“Is there anything I can do to make it up to you”, asks Diane in the beginning of “Sam at Eleven”. “Yea, yea: but you wouldn’t” replies Sam.
The emotional connection that these two share is obvious to the most ignorant even. Sam is invited to participate in an interview chronicling Sam’s pitching for the Red Sox. But Diane is wary of the invitation, and even Carla finds out that Sam was the last on the sportscaster’s list.
“Those where-are-they-now interviews on T.V are depressing”. She refers to Sam as attractive and he pounces like a fox on a rabbit: Sam asks why Diane thinks he’s attractive. Flirtation ensues. And Diane admits that he’s “sometimes unrepugnant”.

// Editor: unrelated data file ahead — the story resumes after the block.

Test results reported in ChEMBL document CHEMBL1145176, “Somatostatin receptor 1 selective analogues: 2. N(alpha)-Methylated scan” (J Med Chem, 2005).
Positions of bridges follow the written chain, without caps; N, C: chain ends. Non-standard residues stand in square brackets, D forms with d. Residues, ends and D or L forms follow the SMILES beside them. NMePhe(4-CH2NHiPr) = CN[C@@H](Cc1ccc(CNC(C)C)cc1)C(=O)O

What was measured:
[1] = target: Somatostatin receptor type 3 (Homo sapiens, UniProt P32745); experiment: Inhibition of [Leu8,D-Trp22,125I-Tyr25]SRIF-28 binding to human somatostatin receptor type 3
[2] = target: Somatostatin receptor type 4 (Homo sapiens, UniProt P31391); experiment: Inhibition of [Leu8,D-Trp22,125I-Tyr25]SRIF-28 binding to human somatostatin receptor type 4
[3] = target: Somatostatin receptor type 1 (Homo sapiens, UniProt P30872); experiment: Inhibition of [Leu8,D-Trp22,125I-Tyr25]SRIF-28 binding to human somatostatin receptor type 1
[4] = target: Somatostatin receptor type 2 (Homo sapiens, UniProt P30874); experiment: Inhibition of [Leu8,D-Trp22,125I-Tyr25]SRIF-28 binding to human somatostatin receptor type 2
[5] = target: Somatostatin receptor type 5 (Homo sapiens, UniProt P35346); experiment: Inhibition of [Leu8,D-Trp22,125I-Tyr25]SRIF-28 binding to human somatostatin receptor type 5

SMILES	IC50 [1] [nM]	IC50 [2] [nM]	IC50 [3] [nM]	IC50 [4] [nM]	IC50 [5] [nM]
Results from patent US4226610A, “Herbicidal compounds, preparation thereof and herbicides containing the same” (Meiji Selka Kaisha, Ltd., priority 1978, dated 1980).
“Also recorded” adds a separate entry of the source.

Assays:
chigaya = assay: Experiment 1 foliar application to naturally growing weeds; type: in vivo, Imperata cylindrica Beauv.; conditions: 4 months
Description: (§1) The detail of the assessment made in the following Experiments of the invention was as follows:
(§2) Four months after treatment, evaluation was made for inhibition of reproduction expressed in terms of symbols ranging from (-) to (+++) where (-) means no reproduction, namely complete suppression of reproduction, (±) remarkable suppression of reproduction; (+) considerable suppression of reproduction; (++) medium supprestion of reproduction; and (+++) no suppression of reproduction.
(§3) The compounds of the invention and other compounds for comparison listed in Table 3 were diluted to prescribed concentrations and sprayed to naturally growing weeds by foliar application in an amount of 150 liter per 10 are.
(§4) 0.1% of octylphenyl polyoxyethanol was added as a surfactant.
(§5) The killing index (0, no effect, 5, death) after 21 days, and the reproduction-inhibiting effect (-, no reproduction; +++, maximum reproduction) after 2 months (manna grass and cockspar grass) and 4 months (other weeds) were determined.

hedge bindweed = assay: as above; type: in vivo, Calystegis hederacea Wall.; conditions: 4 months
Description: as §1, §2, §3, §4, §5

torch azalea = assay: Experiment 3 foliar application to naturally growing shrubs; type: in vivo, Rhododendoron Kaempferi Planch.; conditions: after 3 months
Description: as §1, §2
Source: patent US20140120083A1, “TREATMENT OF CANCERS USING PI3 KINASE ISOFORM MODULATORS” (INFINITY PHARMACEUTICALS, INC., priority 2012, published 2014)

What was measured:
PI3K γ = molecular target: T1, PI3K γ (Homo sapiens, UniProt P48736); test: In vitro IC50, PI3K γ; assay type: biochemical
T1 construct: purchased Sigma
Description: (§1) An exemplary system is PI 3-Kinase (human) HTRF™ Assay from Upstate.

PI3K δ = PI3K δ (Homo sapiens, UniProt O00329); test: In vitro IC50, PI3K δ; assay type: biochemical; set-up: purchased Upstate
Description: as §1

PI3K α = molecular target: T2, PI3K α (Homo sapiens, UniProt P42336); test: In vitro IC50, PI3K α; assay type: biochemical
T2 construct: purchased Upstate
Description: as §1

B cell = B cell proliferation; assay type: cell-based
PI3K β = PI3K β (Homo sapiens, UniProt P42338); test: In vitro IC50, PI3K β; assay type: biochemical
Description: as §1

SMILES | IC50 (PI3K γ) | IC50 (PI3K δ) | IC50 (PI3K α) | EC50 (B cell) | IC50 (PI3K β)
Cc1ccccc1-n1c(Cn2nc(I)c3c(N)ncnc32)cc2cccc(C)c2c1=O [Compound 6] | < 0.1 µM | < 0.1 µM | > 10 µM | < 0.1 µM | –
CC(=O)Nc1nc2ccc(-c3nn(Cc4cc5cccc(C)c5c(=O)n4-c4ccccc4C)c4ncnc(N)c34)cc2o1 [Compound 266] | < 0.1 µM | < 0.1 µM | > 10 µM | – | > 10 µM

Meanwhile Carla watches for any intruders and she’s very protective of Mr. Malone. Coach has a great line in it as well: “Sometimes I think of the smartest thing to say and it comes out so stupid,” says Coach after Carla scolds him and reminds him of Sam’s investment in the interview.
As the interview proceeds Sam is anecdotal and eloquent, but as he gets going a newsperson enters the picture and declares that a present athlete has a juicy bit of information to share. So Sam is abandoned by his friend, the anchorman.
Diane runs to the backroom where Sam is sulking. She tells him that she has a cheerleader squad rejection story and what follows is a layered parallel, akin to a plot-wise double entendre, which Cheers, and largely theatre, does from time to time: she’s his cheerleader tonight, and like an inanimate doll she poses herself for Sam, the action figure.